Whether you choose to develop products in-house or with an external partner like WORTH, the success of your project largely depends on the teams involved.
Forming a successful digital team is like cooking a good meal. You need fine ingredients, the best cooking materials, knowledge and experience. In the checklist below, we break down the top 10 ingredients for a successful digital development team.
The most successful development teams are ones that have a purpose. They will have this if they know their work is meaningful and will benefit those who use it. It also helps if they understand why they are developing a specific product, which users are going to benefit from it, and what aims and business outcomes it needs to achieve.
Successful teams focus on the user: whether it’s a business user or a consumer. User analysis in the discovery phase will arm them with the information they need to develop the right product for the right user. It will also tell them what the user needs, what their pain points are, and how the product or service could benefit them.
3. Cross functional
For your team to be highly functional and successful, it needs to have different disciplines and functions in it, such as product, design, engineering, test, and security. As an IT leader, it helps if you can build understanding between business and technology personnel, as it reduces transition noise, misunderstandings and errors. Having cross-functional teams also minimises loops and accelerates timeframes.
Great teams are unified, collaborating closely on a single problem at a time. Having a unified team reduces context-switching, in-depth handovers, and duplication of work. Techniques such as mobbing and pairing can put multiple eyes on a task in hand, utilise different skill sets, enable people to work in unison, and accelerate decisions and timelines.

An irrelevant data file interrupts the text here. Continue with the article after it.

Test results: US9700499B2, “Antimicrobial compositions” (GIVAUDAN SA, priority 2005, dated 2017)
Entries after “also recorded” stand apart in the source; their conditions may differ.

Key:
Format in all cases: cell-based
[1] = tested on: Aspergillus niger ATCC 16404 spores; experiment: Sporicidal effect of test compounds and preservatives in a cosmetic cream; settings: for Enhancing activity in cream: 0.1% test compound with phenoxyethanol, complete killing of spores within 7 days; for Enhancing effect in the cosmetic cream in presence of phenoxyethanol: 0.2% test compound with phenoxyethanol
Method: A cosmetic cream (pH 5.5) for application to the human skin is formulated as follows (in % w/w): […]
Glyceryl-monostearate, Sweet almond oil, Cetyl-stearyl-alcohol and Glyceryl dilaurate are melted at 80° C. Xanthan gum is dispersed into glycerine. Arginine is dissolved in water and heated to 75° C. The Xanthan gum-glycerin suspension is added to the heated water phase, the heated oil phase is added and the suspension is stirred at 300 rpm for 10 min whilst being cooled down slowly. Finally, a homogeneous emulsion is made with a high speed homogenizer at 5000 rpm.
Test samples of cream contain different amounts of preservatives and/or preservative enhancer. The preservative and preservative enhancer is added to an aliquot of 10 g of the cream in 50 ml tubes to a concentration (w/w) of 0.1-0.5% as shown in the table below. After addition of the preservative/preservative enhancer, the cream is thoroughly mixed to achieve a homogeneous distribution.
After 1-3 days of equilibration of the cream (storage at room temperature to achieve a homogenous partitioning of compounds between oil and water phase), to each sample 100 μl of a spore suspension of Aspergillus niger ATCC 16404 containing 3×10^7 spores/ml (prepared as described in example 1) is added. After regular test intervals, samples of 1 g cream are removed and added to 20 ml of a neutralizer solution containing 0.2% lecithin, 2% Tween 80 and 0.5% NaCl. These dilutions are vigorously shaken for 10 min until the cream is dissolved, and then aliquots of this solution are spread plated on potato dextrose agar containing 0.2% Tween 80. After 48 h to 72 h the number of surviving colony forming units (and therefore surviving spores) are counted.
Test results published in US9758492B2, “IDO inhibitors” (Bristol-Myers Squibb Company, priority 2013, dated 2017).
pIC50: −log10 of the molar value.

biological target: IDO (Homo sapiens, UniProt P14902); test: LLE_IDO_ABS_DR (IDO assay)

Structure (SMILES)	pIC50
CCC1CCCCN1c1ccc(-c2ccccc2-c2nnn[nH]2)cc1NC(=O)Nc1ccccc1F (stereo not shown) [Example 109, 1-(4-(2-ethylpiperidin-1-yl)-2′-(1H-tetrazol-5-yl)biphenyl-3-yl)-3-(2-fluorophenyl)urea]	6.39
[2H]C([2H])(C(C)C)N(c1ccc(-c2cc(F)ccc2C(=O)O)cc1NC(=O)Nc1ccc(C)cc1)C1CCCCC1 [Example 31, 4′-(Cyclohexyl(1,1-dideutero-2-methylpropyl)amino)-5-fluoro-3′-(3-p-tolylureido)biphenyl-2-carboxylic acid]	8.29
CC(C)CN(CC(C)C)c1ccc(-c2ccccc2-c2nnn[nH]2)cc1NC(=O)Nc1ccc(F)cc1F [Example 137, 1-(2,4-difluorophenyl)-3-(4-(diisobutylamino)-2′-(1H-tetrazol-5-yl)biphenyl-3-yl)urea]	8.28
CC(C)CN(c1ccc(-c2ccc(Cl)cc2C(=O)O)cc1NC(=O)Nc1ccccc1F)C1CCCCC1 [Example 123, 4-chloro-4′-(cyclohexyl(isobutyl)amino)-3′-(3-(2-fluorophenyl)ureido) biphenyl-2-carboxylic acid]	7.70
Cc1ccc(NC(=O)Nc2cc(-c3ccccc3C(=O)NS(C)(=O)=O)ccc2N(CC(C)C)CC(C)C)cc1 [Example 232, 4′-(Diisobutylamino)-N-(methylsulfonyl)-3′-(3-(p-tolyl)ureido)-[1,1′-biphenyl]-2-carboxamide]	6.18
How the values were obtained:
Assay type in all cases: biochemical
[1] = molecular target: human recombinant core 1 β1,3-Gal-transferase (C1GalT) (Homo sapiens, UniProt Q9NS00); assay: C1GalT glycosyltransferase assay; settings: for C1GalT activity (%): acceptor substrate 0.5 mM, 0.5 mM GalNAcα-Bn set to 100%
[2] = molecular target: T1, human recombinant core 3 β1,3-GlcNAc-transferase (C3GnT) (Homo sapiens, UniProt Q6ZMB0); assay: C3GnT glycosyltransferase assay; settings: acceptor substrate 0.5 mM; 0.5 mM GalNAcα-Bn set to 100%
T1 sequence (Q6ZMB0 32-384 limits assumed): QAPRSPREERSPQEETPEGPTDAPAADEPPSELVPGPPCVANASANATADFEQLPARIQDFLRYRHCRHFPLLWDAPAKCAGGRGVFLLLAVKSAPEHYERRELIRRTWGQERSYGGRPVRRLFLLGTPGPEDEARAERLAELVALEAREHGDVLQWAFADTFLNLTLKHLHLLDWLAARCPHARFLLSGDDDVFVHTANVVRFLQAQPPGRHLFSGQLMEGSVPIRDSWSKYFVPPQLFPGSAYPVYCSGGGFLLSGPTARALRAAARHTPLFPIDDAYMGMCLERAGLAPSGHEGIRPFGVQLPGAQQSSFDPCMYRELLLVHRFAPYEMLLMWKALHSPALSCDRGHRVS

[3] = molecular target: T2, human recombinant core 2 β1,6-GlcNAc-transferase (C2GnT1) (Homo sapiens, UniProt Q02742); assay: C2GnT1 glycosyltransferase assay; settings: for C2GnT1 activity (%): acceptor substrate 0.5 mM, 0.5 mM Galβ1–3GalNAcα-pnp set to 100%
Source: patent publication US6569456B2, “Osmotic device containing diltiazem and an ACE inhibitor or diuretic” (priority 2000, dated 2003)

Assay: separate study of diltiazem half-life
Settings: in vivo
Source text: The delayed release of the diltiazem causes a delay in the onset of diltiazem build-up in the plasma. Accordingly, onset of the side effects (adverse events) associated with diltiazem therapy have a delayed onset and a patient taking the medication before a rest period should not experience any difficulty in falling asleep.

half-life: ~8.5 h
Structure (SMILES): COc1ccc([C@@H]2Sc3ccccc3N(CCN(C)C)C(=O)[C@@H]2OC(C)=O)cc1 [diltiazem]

Good teams are also compatible, with a high level of communication, understanding, and give-and-take. It’s important for team members to gel, so they can work together efficiently and productively. This might come down to recruiting the right people. Or creating an environment where everyone is heard, valued and respected. Or even good old-fashioned team building activities.
The best teams for building digital products are ones that are invested in the product’s outcomes. You also know your teams are invested when they own a problem together, and feel a joint responsibility to tackle it and a satisfaction in delivering results.
Successful teams are problem solvers that utilise their broad set of skills and perspectives to solve the challenge in front of them. They know how to harness automation, and find the right tools for the job, whether that’s open source, SaaS, off-the-shelf or code they write themselves.
You want your teams to feel free to do their jobs with the skills and experience they’ve amassed, with the agency and authority to make decisions and access to the resources they need, when they need them. As an IT leader, it’s essential not to micromanage your teams and burden them with tasks, but to give them the right objectives and a high level of empowerment, and trust them to come up with the goods.
The perfect team is one that knows it can make mistakes, try different things, learn and improve. You are in a position to set the tone and culture where there are no stupid questions, failure is encouraged, and mistakes are stepping stones to success. Fear of making the wrong decision should have no place in a successful team.
Finally, a key ingredient of a successful team is one that is self-organising, deciding on its own work agenda. It doesn’t wait for tasks, instructions or assignments to be handed to them because it knows what its short-term goal is, and always has the customer’s needs in mind. Empowered and trusted, your team has the liberty to achieve their objective in whatever way it sees fit.
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